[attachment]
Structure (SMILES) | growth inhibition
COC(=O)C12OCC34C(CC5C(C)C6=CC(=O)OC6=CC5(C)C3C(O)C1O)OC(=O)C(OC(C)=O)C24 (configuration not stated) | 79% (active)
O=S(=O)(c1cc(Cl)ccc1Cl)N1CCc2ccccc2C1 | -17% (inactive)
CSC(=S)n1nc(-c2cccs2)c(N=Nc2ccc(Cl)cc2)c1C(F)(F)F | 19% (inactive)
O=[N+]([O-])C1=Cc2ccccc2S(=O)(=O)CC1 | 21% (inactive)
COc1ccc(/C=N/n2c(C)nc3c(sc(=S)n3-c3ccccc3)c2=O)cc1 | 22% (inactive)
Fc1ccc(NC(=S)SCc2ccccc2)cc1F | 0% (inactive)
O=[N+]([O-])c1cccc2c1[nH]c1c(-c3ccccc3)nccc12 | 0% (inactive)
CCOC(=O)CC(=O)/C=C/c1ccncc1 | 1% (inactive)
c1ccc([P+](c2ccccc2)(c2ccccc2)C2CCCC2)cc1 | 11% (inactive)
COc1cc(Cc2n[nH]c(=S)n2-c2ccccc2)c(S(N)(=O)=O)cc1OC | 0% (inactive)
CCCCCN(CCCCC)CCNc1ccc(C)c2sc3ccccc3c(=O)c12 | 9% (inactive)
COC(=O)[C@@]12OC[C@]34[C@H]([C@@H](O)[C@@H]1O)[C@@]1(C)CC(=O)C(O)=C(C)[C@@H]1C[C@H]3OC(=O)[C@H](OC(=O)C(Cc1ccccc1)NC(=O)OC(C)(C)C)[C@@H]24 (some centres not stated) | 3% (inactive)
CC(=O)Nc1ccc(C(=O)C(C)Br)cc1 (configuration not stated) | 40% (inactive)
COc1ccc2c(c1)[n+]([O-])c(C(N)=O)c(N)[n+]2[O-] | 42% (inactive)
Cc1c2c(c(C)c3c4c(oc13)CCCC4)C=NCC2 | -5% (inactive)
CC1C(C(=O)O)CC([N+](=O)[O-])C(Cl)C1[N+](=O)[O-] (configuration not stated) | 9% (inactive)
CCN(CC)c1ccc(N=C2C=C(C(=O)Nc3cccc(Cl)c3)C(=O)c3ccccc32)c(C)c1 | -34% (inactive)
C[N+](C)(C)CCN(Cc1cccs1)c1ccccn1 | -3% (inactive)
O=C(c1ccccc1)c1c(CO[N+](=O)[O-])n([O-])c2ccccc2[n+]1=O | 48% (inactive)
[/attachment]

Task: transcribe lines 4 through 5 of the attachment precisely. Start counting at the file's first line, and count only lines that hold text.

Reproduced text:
CSC(=S)n1nc(-c2cccs2)c(N=Nc2ccc(Cl)cc2)c1C(F)(F)F | 19% (inactive)
O=[N+]([O-])C1=Cc2ccccc2S(=O)(=O)CC1 | 21% (inactive)